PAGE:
Supports Pregnancy, Birth Testing, and Fertility Therapy
chorionic gonadotropin, or hCG, is a hormone produced during
pregnancy that nourishes the egg after fertilization and once it has
attached itself to the uterine wall. The hormone is also used to
conduct birth-related testing and to provide fertility therapy for
women and reproductive hormone therapy for men.
For example, pregnancy tests look for the presence of hCG to determine
whether a woman is pregnant. Some levels can be detected by a urine
test as early as 11 days after conception. Generally, the levels double
every 72 hours and peak in the first eight to 11 weeks of pregnancy. It
then gradually declines until it levels off for the rest of the
pregnancy. An hCG level of less than 5 mIU/ml is considered to be
negative for pregnancy and 25 mlU/ml and above is considered positive.
After a woman gives birth, the hormone will no longer be present.
Two common types of hCG test are the qualitative hCG test and the
quantitative hCG test. The qualitative test determines if the hormone
is present in the blood. The quantitative test measures the actual
amount of the hormone present. The hormone increases the number of eggs
that are released monthly into the womb.
A side effect of certain tumors, primarily those related to egg or
sperm, may abnormally produce hCG. In women with abnormal uterine
tissue growth, molar pregnancy, or cancer of the uterus, hCG levels are
tested. Sometimes a test for the hormone is done after a woman
experiences a miscarriage, just to be sure that a molar pregnancy is
not happening. In men, hCG can be measured to determine the presence of
Measuring hCG can also determine the presence of birth defects in a
fetus. Two ways to determine if hCG is present are through blood
testing and urine testing. The maternal serum triple or quadruple
screening tests are part of prenatal care and can determine if there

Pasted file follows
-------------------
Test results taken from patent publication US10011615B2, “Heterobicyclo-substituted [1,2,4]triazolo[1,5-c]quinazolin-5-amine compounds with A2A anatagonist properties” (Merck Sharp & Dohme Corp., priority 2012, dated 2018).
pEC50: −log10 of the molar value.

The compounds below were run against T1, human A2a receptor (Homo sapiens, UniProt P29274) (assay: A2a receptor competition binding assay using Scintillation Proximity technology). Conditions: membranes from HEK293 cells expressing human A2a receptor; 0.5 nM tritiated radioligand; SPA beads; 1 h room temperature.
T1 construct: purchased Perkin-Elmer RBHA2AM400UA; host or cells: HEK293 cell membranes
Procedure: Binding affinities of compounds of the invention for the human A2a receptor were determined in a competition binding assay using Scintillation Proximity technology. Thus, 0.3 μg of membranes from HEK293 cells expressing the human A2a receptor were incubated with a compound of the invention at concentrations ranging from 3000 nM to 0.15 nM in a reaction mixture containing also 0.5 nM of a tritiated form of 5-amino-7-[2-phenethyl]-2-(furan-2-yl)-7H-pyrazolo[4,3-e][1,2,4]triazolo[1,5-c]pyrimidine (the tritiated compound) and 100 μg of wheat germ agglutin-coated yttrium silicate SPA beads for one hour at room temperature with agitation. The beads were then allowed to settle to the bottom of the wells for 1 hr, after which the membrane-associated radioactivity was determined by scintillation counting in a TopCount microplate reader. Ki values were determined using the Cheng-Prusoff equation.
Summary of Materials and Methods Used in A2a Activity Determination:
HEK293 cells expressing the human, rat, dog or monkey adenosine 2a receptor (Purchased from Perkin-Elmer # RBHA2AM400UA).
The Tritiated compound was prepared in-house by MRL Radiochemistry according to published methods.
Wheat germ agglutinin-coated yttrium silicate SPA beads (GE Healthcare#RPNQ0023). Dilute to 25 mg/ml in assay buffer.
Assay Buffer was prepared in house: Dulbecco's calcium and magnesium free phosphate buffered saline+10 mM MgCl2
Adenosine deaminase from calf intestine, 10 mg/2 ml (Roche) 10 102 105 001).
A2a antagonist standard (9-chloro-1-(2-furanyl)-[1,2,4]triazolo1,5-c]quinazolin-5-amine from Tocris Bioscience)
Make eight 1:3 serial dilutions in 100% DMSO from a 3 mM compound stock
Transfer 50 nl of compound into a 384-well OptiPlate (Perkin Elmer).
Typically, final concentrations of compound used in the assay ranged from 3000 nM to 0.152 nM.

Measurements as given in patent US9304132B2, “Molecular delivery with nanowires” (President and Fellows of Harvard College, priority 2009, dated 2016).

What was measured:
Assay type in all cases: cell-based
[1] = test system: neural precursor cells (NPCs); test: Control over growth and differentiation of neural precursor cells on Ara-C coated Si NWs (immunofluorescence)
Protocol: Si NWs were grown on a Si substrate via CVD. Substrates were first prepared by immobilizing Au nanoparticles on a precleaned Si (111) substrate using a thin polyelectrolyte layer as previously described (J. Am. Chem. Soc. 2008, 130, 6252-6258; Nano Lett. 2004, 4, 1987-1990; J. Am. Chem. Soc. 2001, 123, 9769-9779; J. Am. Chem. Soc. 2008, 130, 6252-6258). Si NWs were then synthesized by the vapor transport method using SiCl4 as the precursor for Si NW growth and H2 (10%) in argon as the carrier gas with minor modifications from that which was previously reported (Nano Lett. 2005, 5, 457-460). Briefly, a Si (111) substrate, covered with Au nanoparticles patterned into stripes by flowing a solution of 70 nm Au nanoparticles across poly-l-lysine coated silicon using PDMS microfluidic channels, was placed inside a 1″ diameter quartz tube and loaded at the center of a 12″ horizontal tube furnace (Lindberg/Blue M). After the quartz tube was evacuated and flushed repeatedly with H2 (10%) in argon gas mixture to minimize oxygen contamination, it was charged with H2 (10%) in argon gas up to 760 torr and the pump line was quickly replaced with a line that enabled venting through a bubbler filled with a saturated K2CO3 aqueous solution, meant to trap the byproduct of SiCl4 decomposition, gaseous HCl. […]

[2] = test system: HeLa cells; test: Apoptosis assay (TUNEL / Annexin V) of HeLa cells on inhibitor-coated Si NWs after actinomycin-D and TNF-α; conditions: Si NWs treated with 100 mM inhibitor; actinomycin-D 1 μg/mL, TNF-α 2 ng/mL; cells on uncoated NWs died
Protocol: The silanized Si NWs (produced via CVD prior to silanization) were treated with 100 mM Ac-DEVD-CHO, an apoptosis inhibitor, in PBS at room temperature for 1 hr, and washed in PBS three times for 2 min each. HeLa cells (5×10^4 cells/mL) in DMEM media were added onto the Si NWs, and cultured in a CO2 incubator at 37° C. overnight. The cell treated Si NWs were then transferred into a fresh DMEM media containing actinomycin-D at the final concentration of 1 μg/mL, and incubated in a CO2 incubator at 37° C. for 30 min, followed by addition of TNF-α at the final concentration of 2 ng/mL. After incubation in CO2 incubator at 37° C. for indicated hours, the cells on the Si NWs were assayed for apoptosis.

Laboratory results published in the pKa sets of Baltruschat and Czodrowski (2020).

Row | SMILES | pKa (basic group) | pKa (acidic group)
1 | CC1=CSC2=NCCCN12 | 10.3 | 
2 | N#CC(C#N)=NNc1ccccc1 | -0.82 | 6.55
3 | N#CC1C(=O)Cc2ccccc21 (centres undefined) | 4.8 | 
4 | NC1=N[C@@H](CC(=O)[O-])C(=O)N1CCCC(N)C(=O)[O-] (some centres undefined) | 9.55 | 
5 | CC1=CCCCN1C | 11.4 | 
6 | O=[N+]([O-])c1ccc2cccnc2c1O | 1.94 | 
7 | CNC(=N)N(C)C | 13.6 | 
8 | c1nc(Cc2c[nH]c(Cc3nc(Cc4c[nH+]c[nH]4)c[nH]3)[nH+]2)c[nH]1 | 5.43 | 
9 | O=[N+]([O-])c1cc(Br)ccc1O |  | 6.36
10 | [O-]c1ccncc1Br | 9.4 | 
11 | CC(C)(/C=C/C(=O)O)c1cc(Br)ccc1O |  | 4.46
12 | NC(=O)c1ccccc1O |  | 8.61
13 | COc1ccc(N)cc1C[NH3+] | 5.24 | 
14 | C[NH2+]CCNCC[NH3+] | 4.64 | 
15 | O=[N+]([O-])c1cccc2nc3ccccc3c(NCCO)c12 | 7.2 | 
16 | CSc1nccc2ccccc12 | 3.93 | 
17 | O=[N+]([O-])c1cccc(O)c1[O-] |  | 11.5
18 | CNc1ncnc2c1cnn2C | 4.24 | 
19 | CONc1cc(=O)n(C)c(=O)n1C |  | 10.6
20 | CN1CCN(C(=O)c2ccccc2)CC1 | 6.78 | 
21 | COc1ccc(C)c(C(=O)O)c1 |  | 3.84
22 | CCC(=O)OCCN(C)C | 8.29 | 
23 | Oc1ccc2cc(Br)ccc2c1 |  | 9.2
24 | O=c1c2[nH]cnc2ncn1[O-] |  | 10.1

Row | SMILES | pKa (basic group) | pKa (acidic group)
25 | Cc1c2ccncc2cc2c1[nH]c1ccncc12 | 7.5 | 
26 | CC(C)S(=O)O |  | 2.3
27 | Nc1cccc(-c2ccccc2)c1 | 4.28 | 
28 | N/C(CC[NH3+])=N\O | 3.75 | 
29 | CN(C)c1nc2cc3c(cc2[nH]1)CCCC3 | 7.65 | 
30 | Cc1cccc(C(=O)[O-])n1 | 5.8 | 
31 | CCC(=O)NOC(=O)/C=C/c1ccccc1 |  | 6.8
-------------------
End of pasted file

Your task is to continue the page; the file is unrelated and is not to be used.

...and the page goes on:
are any birth defects present by the level of hCG in the blood.
Usually, this test is done between 15 and 20 weeks into the pregnancy
and looks at the levels of three or four substances in the woman's
For women who choose to use fertility drugs, the two most popular are
clomiphene and human menopausal gonadotropin, or hMG. Typically, hMG is
used with hCG. HMG can also be used to treat men with primary
hypogonadotropic hypogonadism, which is a pituitary gland deficiency
that prevents the production of sperm. Receiving hCG can also benefit
women who are experiencing an ovulation or irregular menstruation.
However, common side effects of hCG include discomfort in the abdomen,
fatigue, headaches, irritability, tenderness of the breasts, and water
retention. The hormone is typically administered through an injection a
few days before ovulation begins.
For men who need reproductive hormone therapy, clomiphene is taken
daily in a pill form and encourages the pituitary gland to make
luteinizing hormone and follicle-stimulating hormone, which stimulates
the testicles to produce testosterone and sperm. In the case of men who
require hCG or a combination of hCG and hMG, injections are given two
or three times a week.
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